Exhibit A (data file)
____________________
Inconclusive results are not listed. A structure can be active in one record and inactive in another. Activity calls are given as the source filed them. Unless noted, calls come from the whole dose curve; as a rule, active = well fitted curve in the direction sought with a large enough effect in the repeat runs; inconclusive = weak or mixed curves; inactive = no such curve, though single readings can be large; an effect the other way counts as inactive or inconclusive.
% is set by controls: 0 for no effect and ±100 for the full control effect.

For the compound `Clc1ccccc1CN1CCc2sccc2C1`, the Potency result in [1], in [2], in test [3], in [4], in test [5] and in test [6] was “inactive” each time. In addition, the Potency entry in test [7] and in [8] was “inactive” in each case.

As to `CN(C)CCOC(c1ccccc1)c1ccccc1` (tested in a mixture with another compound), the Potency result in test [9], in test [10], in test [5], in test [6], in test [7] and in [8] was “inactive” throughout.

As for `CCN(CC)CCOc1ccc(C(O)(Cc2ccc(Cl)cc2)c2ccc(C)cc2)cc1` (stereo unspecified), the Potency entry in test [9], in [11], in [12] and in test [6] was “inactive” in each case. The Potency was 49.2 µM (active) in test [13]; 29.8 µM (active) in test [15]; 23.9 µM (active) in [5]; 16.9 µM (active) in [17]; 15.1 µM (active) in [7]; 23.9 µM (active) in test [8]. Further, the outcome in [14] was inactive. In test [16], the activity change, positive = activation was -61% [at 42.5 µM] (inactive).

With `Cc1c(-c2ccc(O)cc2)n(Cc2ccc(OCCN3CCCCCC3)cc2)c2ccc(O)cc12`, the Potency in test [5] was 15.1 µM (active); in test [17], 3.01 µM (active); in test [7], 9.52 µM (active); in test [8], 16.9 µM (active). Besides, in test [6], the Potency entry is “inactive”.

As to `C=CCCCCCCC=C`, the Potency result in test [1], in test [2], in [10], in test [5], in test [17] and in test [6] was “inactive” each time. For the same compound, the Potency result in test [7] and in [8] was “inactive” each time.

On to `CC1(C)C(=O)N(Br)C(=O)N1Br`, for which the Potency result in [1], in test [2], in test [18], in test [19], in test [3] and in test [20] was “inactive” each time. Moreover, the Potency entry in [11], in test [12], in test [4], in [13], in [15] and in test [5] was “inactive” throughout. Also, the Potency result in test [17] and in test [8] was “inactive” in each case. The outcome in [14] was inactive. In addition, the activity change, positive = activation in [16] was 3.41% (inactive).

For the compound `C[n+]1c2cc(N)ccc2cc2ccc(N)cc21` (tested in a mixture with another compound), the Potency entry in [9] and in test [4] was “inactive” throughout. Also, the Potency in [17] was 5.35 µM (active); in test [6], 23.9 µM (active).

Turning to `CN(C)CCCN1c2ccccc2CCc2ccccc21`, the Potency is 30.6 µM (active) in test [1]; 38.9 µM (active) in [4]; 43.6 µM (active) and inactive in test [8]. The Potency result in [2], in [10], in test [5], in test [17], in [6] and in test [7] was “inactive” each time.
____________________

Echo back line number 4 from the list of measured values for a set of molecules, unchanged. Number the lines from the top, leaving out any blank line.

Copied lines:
As to `CN(C)CCOC(c1ccccc1)c1ccccc1` (tested in a mixture with another compound), the Potency result in test [9], in test [10], in test [5], in test [6], in test [7] and in [8] was “inactive” throughout.